Don't junk the scope, and/or drop out of the hobby, just spend more time at the eyepiece. And, ask the folks on CN when you're not seeing what you think you should.
Equal exit pupil brightness in larger/smaller refractors
Posted 28 June 2020 - 04:30 PM
- Bomber Bob likes this
Posted 28 June 2020 - 05:42 PM
Hey! I'm down-sizing my Collection... though, that one is tempting...
- gnowellsct likes this
Posted 28 June 2020 - 09:01 PM
But the guy who is out accumulating observing hours (and drawing experience) with a 60 mm is going to see a lot more details over time than the guy who is too tired to set up the 15".
My 1978 Tasco (Towa) 80mm F15 was my planetary scope for about 10 years, until I bought my 1988 D&G 5" F10. Conservative estimate of observing hours... at least 3000. So, I trained my brain to look for very tiny details. Imagine! My first views of Mars / Jupiter / Saturn in that D&G. Eye-popping. The Towa had a good lens (the Model 339 was their flagship refractor back then), and I upgraded it to 1.25" accessories, and bought Meade Research Grade Orthos for it (still have that set 40 yrs later).
Anywho, I didn't want to go too far off-topic, but I did want to share what I've found at the eyepiece for 50+ years now.
In observing, you can only go as high as the object, your scope, your seeing, and your eyes allow. If your view is too dim, too fuzzy, too susceptible to floaters, then you have to back off the magnification. If you're new to the hobby, keep in mind that posts by experienced observers at different locations may see more than you do. Don't junk the scope, and/or drop out of the hobby, just spend more time at the eyepiece. And, ask the folks on CN when you're not seeing what you think you should.
I have a slightly earlier version of that F15 Towa. The optics on my sample are also very nice. I have had it up to 250x on Jupiter with only a little dimming of the image. Detail was still as sharp as it was at lower magnifications. I was quite surprised. Frankly it held up better at those magnifications better than my Eon 80 mm F6 ED doublet. I tend to favor the longer focal length format in any event.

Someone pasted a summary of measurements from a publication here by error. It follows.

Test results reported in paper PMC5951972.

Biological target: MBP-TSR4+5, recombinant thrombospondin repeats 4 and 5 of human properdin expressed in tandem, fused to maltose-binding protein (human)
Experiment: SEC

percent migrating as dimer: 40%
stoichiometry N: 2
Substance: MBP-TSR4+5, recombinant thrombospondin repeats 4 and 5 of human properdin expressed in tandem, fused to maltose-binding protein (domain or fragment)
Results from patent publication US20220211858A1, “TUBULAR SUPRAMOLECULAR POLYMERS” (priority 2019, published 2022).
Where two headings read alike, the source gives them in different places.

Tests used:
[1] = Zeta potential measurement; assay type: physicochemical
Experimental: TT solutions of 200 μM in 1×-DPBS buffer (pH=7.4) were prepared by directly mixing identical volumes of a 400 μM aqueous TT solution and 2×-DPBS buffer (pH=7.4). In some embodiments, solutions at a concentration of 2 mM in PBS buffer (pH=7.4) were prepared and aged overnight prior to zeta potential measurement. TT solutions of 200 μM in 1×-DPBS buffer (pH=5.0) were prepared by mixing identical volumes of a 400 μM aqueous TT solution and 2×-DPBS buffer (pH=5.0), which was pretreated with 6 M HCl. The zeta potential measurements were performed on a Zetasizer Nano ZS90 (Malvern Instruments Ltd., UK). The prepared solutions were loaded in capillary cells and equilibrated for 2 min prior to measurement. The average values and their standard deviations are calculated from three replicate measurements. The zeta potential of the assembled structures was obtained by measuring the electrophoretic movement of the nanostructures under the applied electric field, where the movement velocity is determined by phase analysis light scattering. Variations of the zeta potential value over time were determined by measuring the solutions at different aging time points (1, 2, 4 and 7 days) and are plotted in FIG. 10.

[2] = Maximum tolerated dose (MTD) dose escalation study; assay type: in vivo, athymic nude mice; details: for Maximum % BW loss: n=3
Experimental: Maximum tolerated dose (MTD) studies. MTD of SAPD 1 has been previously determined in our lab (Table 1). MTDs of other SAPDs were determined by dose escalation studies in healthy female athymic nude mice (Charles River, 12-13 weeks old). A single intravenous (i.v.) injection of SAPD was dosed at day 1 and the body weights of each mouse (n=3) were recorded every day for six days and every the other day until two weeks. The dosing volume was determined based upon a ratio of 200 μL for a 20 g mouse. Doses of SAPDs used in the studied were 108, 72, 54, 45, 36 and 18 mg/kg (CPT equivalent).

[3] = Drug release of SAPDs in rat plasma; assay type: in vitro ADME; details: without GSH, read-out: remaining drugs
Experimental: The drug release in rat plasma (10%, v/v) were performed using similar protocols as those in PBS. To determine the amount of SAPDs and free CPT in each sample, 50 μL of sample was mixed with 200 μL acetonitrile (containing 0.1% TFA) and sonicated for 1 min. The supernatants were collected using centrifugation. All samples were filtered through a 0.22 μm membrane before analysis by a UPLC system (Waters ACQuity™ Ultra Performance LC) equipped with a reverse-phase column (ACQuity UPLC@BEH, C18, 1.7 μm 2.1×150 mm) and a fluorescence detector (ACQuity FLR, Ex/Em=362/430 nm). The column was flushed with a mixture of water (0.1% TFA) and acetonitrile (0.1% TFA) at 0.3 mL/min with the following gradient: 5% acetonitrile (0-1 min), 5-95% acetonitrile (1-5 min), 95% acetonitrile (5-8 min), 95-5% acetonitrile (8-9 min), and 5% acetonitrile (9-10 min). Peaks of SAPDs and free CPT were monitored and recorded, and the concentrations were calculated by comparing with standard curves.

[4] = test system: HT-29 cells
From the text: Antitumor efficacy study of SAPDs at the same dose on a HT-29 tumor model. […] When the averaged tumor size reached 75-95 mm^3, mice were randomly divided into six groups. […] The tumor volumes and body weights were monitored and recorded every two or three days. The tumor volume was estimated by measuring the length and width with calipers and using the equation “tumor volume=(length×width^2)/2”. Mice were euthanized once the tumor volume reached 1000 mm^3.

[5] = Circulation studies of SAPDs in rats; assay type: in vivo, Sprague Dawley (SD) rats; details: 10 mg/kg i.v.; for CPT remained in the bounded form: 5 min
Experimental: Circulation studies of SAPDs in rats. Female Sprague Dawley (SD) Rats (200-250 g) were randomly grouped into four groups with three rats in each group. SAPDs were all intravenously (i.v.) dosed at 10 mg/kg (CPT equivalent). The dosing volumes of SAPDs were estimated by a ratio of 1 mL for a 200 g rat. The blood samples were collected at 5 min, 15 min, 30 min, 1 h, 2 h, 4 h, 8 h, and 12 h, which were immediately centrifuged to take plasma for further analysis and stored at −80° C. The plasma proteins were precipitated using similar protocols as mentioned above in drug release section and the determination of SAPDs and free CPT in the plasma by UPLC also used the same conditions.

I agree with Bob on the importance of observing experience. When I first started, frankly I could look through ANY scope and be impressed with the view. Saturn has Rings, check. Jupiter has two bands and a spot, check. It is always frustrating when starting out to hear voices of experience say that observing is something you need to train your eyes and your brain to do, but it is really true. Once you do that with the scope(and eye pieces) that you have, then you are ready to start looking for something better.
With respect to the topic, most nights I personally find exit pupils from 0.5-1 most satisfying. On really stable nights, which for me are few and far between, I will run things higher, because I like the increased image scale. Most of my refractors will handle at least 65-70X per inch on a very calm night. My eyesight craps out before the scopes do(floaters, etc..:-). If I am out with my 4 inch and the night is still, I have no problem with pushing things, but if I know ahead of time that I really want more magnification I will pull out a bigger aperture refractor, Cat or Mak. The right tool for the job, and like my father the carpenter, I have been blessed to be able to assemble a pretty good tool set over the years. Astronomy is a hobby of patience, in all its aspects:-)